A terrorist’s tale, some spirituality, some branding tips


New Delhi : Here are five new books to sit back and enjoy this week:

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1. “Traitor” – written by Shobasakti; published by Penguin-Viking: Set in the turbulent milieu of bullets and blood at the peak of the LTTE struggle in Sri Lanka, “Traitor” is a rhetoric of torture, pain and black humour that gives voice to the testimonies of millions of refugees of the torn land.

Nesakumaran’s story begins in the Sri Lanka of the 1980s when, radicalised by the dream of a Tamil state, he abandons his seminary. As a terrorist, he is not much of a threat because of the missions he botches up, but once Nesakumaran enters the system, he is trapped in a whirlpool of interrogation chambers, army camps and regional camps. The book climaxes with the massacre of Tamil prisoners by the Sinhalese inmates in the Welikade prison in 1983. A powerful book of pain, pathos and dark humour.

2. “A Requiem For a Brand” – written by Pradip Chanda; published by Roli-Lotus: Brands call the business shots in the 21st century. But brand loyalty, says veteran brandman Pradip Chanda, is inversely proportional to the income and education level of the knowledge consumer.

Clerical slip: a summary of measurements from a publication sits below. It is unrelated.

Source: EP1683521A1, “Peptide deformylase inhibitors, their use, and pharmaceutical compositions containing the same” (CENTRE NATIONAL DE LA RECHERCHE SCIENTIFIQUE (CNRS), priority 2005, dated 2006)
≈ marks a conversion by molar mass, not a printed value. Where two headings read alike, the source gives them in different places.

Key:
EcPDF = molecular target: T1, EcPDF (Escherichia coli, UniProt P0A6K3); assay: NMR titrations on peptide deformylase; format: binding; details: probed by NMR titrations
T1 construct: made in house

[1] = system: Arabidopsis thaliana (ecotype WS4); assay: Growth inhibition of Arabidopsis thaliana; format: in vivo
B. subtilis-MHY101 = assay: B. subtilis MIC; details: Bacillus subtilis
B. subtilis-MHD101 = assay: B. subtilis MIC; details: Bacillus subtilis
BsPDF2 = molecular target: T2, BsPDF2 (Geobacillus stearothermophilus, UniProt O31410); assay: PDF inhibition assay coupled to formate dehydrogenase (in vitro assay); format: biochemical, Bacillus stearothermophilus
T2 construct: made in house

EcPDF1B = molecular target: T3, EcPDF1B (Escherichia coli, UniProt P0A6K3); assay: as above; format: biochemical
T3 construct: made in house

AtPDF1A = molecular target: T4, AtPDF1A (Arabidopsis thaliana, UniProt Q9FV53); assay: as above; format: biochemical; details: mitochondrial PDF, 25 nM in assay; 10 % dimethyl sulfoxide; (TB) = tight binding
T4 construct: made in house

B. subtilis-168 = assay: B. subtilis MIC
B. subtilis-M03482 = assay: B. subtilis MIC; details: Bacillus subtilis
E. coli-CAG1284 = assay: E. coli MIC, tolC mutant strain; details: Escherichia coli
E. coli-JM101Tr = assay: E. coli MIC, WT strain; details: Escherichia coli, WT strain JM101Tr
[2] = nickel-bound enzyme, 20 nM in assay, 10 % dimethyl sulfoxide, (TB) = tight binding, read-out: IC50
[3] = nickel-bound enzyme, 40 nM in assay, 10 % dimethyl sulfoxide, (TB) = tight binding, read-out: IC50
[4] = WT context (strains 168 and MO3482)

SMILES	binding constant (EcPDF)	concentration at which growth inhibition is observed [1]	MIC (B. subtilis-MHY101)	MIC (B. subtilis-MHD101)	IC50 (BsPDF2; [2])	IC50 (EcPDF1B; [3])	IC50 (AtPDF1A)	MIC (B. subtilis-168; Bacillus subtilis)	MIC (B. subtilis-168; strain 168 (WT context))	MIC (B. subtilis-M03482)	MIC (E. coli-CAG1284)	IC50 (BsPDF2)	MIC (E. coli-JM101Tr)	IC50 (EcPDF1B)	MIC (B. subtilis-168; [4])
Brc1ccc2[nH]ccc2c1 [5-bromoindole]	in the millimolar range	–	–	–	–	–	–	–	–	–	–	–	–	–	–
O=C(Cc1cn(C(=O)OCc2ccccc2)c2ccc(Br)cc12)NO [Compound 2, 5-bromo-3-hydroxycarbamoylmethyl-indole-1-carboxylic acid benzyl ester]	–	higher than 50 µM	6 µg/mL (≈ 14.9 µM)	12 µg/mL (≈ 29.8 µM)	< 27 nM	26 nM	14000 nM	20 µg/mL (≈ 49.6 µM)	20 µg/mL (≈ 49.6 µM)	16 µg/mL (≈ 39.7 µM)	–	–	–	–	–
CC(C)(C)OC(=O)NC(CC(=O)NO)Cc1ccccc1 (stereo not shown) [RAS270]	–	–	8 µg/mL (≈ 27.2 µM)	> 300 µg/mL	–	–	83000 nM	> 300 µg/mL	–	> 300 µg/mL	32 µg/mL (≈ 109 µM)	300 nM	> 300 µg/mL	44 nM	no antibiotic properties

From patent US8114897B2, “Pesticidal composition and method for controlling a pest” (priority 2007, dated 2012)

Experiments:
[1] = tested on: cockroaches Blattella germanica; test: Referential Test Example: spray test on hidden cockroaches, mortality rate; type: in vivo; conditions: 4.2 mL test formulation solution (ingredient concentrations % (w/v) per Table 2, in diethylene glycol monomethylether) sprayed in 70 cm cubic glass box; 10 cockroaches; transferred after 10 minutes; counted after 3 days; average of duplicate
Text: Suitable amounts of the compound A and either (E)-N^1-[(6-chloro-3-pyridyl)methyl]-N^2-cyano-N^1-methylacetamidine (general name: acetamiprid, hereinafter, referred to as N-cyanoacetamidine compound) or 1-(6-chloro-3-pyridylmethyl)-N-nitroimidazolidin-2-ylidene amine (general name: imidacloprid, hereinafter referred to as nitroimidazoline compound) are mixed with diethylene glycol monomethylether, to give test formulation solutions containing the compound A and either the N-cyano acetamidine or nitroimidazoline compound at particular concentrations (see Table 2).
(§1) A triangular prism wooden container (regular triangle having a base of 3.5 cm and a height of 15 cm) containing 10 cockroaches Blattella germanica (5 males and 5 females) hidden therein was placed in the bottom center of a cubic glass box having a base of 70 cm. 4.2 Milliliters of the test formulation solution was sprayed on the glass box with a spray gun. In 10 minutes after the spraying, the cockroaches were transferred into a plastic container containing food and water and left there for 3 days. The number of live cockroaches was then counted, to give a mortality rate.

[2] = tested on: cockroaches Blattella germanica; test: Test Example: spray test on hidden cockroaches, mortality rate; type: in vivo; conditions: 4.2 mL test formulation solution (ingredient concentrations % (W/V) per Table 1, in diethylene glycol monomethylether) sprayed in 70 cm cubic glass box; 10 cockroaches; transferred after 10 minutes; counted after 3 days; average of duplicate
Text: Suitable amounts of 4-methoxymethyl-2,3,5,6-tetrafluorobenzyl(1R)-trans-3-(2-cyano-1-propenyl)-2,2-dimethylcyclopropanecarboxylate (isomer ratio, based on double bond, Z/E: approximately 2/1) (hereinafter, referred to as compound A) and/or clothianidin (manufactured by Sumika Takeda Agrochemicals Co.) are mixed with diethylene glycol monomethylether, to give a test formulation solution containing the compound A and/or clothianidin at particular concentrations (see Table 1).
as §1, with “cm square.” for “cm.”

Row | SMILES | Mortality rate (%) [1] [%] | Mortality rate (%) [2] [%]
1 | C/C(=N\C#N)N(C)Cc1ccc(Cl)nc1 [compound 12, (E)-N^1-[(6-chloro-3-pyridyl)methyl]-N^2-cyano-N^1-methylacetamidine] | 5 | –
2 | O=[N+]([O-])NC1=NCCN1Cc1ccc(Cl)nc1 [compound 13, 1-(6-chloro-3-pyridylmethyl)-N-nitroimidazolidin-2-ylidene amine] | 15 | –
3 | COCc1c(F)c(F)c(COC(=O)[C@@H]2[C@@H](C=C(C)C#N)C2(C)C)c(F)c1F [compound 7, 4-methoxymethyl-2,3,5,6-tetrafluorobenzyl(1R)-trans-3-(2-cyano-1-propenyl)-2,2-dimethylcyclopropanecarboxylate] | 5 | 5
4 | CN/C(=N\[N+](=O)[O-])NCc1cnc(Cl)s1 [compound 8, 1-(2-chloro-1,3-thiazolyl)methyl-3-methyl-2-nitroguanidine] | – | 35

The business writer probes why and how brands became strategic assets as he profiles the evolution of the new knowledge consumer and how companies protect the equity of the brands they have nurtured over the decades. The book advocates a new approach to building brand loyalty in today’s high-tech, high-stakes, brand-hostile environs.

3. “Ramakrishna Paramahansa: The Sadhaka of Dakshineswar” – written by Amiya P. Sen; published by Penguin Viking: He is the Buddha of Bengal. The spiritual life and experiences of Ramakrishna Paramahansa (1836-86) reflect in some ways the richness and underlying unity of the Hindu-Bengali religious culture as well as its inherent tensions.

The book throws light on him in the context of the contradictions of 19th century Bengal – his Vaishnav roots and Sakti worship, bhakti gyan and the tradition of gurus and sadhakas. This is the third biography of the seer by Amiya P. Sen and provides rare insights into the guru’s life.

4. “Mask In the Mirror” – written by Nidhi Chawla; published by Cedar Books Pustak Mahal: Living a writer’s life is like straddling two bizarre worlds. The book narrates the journey of an ordinary man who decided to write one day. The first sentence of his book changes his life as he confronts himself.

The writer, a simpleton, realises is complex temperament and abstraction of thoughts as he metamorphoses into a writer. Author Nidhi Chawla, a criminal lawyer by profession, uses her insight into human nature and psychological aberrations to probe a writer’s brain.

5. “Ash & Tara And The Emerald Dagger” – written by Jeanne Perrett; published by Penguin-Puffin: Emperor Akbar is about to lose his lucky emerald dagger that a stranger on a white horse gives him during a battle. Thieves are eyeing it.

Poor twins Ash and Tara who live in a village on the bank of Yamuna opposite Agra Fort sniffs the plot and wings their way into the Agra Fort to battle some of the vilest villains.